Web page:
I like Compilation Appearances Vol. 1, despite falling somewhat between the two poles of audiences it’s ostensibly made for. Lycia came out of Arizona in the early 1990s, and after a few stops and restarts, has formally been dissolved as of last year.
Primarily the project of guitar and synth player Mike VanPortfleet, they certainly never had “hits” and didn’t even get much airplay—they missed the short-lived peak of their sound by about a decade, give or take a handful of years. Yet recently, the band has been joining the company of the “unappreciated in their own time” list, with acclaim including being named one of the 100 best Phoenix bands of all time by a local paper. (A lesser writer would go for a “Phoenix rising from the ashes” parallel with Lycia’s posthumous praise, I hope you appreciate that I’m avoiding such a cliche.) This collection, as its name implies, is made up of rarities & side projects produced over the first part of Lycia’s history (further volumes are planned). It is designed, to quote the info sheet, to fill “. . . in the lost gaps of Lycia’s earliest days for the fanatic, as well as introducing the band to a new generation.”
Well past any possibility of being a goth rock fan by the time Lycia hit the scene in the early ‘90s, the closest I ever got was Depeche Mode and the Jesus and Mary Chain—neither totally goth rock by most standards, but using some of the same paintings to decorate their caverns. Goth music was the child of Joy Division and the Cure, largely embraced by, not to be too unkind, mixed-up teenagers who were so torn-apart by their feelings that they considered killing themselves. Or at least, wanted to pretend as though they did, enjoying the morbid fantasy of it all. The overwhelming spirit of goth rock is gloom and darkness, but fans huddled to it as if it were a campfire. When you find yourself having thoughts that some would term perverted, there is great comfort in discovering others who say “I’ve had the same feelings, it’s cool.” But for the most part, while goth gals and guys were either waiting for Robert Smith to kiss them, kiss them, kiss them or wondering why they couldn’t be him, I was forever living and dying with Orchestral Manoeuvres in the Dark, not a band known for darkness despite their name. So: if you are a Lycia fanatic, I imagine you have already been as quick to snatch this up as I have been to order the first US release of Kirsty MacColl’s last album (now available with bonus tracks including Kirsty’s last song, order now, kids). If you are a new generation of goth fan, well I’m sorry, but I am not in a position to tell you if this album is better than the Tones on Tail collection. You’ll have to work that out for yourselves based on your own wants.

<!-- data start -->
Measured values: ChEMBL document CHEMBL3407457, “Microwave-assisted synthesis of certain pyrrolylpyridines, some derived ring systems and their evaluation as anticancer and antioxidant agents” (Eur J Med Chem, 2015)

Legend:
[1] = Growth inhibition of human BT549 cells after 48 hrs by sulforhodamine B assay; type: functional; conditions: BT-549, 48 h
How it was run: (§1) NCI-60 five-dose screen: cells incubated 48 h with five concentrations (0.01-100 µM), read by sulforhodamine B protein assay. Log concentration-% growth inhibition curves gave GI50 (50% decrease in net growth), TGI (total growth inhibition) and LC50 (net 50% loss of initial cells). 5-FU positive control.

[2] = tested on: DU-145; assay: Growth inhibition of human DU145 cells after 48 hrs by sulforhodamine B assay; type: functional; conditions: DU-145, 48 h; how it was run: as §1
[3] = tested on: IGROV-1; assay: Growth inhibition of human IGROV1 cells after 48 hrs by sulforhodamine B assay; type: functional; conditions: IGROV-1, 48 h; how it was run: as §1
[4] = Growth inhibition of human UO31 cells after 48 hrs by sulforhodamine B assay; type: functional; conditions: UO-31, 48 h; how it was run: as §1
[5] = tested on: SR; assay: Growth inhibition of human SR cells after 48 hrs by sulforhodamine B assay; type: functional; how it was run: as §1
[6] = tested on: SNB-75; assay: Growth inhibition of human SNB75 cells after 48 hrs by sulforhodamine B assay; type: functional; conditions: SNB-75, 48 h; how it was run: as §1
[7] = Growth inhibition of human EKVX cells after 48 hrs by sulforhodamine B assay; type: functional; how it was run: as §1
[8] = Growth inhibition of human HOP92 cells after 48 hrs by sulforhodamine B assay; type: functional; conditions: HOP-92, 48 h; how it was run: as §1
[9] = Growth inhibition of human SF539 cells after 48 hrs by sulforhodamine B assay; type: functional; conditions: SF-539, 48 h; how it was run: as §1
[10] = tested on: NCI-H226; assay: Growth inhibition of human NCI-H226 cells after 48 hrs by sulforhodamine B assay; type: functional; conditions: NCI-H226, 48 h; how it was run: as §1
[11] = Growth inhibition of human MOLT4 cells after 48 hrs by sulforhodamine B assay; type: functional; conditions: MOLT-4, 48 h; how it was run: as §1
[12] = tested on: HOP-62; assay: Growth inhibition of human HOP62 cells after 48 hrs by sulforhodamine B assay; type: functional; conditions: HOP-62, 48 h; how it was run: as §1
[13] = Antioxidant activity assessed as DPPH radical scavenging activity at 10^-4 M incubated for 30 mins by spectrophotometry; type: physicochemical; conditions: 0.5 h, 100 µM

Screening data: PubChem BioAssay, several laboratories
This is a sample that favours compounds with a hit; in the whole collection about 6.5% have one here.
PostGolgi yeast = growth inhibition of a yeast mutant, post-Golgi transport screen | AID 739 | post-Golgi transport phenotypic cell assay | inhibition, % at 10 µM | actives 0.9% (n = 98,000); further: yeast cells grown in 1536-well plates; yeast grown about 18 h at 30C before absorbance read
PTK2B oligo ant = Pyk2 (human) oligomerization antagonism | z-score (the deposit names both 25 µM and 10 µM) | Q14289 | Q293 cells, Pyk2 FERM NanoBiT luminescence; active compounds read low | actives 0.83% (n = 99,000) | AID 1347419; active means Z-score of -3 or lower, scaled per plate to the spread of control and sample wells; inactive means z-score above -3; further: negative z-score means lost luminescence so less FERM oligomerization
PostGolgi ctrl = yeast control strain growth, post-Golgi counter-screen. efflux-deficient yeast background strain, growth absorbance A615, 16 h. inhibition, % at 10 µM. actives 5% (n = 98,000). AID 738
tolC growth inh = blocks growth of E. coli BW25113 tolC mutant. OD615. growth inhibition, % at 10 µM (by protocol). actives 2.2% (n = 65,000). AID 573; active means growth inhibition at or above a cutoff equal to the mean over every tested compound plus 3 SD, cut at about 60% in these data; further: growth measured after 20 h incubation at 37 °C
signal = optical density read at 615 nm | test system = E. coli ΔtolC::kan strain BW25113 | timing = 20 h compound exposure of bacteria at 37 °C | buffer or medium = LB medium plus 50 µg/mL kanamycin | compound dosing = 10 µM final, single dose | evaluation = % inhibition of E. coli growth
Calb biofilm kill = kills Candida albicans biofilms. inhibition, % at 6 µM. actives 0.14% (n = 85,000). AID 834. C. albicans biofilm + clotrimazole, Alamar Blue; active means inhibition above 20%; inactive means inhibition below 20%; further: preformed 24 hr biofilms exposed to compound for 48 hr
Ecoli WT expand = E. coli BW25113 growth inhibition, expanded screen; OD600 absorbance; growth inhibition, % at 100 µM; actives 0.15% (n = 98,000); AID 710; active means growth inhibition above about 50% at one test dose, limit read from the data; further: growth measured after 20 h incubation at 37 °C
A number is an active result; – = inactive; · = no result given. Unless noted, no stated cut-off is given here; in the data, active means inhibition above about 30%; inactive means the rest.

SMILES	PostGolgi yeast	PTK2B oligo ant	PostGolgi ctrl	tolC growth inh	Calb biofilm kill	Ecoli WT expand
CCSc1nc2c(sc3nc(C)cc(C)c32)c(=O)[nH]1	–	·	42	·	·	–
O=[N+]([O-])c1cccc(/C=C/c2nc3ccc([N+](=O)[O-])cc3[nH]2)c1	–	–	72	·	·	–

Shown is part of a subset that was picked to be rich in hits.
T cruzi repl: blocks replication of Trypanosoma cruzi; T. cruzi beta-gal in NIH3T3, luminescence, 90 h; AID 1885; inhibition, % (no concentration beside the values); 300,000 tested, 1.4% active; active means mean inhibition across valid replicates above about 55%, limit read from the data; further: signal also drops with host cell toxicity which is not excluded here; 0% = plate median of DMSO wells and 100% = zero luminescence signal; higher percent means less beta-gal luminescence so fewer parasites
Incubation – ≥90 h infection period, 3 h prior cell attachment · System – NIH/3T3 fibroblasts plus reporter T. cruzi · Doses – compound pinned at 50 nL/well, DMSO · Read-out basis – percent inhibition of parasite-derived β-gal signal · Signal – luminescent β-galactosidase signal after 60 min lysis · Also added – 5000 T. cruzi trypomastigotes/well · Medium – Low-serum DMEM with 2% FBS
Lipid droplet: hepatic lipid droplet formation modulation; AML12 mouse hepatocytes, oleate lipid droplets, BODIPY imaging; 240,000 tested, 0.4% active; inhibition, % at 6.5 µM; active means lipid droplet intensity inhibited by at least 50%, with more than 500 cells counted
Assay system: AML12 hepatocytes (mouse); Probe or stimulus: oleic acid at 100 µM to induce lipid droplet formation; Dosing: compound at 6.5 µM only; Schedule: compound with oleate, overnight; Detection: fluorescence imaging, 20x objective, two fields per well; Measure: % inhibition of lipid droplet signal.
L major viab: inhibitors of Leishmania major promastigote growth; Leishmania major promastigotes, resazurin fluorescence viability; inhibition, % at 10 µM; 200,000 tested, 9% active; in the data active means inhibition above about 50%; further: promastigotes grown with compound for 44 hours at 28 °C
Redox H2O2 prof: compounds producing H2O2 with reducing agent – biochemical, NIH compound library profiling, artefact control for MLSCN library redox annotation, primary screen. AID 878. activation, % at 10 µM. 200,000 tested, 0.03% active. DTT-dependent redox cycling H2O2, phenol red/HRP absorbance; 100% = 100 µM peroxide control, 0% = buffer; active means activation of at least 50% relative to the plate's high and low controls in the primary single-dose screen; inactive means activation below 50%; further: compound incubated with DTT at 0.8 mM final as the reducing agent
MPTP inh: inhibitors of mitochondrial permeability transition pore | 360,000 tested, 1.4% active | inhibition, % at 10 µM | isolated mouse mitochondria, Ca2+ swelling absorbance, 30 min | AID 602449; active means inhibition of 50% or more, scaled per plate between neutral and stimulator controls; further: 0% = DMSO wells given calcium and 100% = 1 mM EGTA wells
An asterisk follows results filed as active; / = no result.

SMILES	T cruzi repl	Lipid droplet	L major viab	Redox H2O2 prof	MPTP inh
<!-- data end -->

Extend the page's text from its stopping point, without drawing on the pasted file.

What I am in a position to say is that Lycia, at the stage of their development covered here anyway, played chiming, echoey guitars both electric and acoustic over industrialesque drum programs and synths. VanPortfleet sings a bit, but his admitted discomfort with it led him to bury his vocals in the mix, so they’re largely inaudible. But vocals seem irrelevant to Lycia’s sound. It’s more about creating a mood than telling a story or posturing and swaggering about how big your dick is, popular pop song subjects of today. And more than half the songs here are instrumentals.
What lyrics there are, are in some ways just dressed up versions of the same things most people write songs about. “Byzantine”, for example, takes its name from an ancient, labyrinthine city. But if you seek out and read the lyrics (not included with the disc but available on the band’s web site) it’s really as much a don’t-know-what-you’ve-got-until-it’s-gone song as anything Chicago ever wrote.
John Lennon once told David Bowie that glam rock was “. . . great, you know, but it’s just rock and roll with lipstick on.” Lycia seem to have been a pretty good band, if a decade behind the times, but goth rock is still rock and roll, after all. Even if the makeup is a bit heavier.
// Sound Affects
"The man whose songs were recorded by Johnny Cash, Alan Jackson, Ricky Skaggs, David Allan Coe, The Highwaymen, and countless others succumbs to time’s cruel cue that the only token of permanence we have to offer are the effects of shared moments and memories.READ the article